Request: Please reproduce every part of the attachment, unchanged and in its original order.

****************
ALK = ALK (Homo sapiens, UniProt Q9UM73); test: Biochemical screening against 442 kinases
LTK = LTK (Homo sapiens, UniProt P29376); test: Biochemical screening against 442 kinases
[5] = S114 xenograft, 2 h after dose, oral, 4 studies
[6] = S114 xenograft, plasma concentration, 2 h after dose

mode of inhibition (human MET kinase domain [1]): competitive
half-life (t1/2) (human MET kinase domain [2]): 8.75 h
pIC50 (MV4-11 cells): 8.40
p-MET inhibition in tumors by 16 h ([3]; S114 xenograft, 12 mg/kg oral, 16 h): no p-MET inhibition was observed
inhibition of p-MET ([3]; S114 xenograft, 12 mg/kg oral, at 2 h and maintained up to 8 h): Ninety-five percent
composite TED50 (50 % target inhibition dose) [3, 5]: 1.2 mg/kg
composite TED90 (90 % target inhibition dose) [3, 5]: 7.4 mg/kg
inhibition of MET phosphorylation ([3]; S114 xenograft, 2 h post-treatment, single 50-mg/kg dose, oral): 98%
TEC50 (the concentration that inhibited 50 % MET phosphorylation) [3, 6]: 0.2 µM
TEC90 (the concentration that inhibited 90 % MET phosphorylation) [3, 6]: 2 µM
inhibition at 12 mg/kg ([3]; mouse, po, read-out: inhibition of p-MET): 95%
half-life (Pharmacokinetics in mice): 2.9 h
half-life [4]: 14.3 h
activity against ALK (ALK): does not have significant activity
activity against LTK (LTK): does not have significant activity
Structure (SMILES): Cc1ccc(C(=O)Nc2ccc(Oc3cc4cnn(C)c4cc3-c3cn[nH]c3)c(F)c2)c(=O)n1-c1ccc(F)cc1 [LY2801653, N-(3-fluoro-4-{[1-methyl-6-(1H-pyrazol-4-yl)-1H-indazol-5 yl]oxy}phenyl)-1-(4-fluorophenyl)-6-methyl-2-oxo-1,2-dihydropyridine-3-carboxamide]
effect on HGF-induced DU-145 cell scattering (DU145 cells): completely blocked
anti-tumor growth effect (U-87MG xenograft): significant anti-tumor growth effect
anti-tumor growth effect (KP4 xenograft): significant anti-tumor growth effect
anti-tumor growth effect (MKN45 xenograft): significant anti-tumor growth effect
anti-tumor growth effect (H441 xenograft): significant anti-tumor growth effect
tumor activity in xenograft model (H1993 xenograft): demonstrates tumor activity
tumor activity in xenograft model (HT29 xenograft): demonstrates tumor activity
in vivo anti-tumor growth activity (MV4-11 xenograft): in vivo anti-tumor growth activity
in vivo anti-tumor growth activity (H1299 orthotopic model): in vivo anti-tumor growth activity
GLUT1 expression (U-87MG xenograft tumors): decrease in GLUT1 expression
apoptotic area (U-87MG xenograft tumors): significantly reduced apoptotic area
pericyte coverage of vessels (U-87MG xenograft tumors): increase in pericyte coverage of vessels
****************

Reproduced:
ALK = ALK (Homo sapiens, UniProt Q9UM73); test: Biochemical screening against 442 kinases
LTK = LTK (Homo sapiens, UniProt P29376); test: Biochemical screening against 442 kinases
[5] = S114 xenograft, 2 h after dose, oral, 4 studies
[6] = S114 xenograft, plasma concentration, 2 h after dose

mode of inhibition (human MET kinase domain [1]): competitive
half-life (t1/2) (human MET kinase domain [2]): 8.75 h
pIC50 (MV4-11 cells): 8.40
p-MET inhibition in tumors by 16 h ([3]; S114 xenograft, 12 mg/kg oral, 16 h): no p-MET inhibition was observed
inhibition of p-MET ([3]; S114 xenograft, 12 mg/kg oral, at 2 h and maintained up to 8 h): Ninety-five percent
composite TED50 (50 % target inhibition dose) [3, 5]: 1.2 mg/kg
composite TED90 (90 % target inhibition dose) [3, 5]: 7.4 mg/kg
inhibition of MET phosphorylation ([3]; S114 xenograft, 2 h post-treatment, single 50-mg/kg dose, oral): 98%
TEC50 (the concentration that inhibited 50 % MET phosphorylation) [3, 6]: 0.2 µM
TEC90 (the concentration that inhibited 90 % MET phosphorylation) [3, 6]: 2 µM
inhibition at 12 mg/kg ([3]; mouse, po, read-out: inhibition of p-MET): 95%
half-life (Pharmacokinetics in mice): 2.9 h
half-life [4]: 14.3 h
activity against ALK (ALK): does not have significant activity
activity against LTK (LTK): does not have significant activity
Structure (SMILES): Cc1ccc(C(=O)Nc2ccc(Oc3cc4cnn(C)c4cc3-c3cn[nH]c3)c(F)c2)c(=O)n1-c1ccc(F)cc1 [LY2801653, N-(3-fluoro-4-{[1-methyl-6-(1H-pyrazol-4-yl)-1H-indazol-5 yl]oxy}phenyl)-1-(4-fluorophenyl)-6-methyl-2-oxo-1,2-dihydropyridine-3-carboxamide]
effect on HGF-induced DU-145 cell scattering (DU145 cells): completely blocked
anti-tumor growth effect (U-87MG xenograft): significant anti-tumor growth effect
anti-tumor growth effect (KP4 xenograft): significant anti-tumor growth effect
anti-tumor growth effect (MKN45 xenograft): significant anti-tumor growth effect
anti-tumor growth effect (H441 xenograft): significant anti-tumor growth effect
tumor activity in xenograft model (H1993 xenograft): demonstrates tumor activity
tumor activity in xenograft model (HT29 xenograft): demonstrates tumor activity
in vivo anti-tumor growth activity (MV4-11 xenograft): in vivo anti-tumor growth activity
in vivo anti-tumor growth activity (H1299 orthotopic model): in vivo anti-tumor growth activity
GLUT1 expression (U-87MG xenograft tumors): decrease in GLUT1 expression
apoptotic area (U-87MG xenograft tumors): significantly reduced apoptotic area
pericyte coverage of vessels (U-87MG xenograft tumors): increase in pericyte coverage of vessels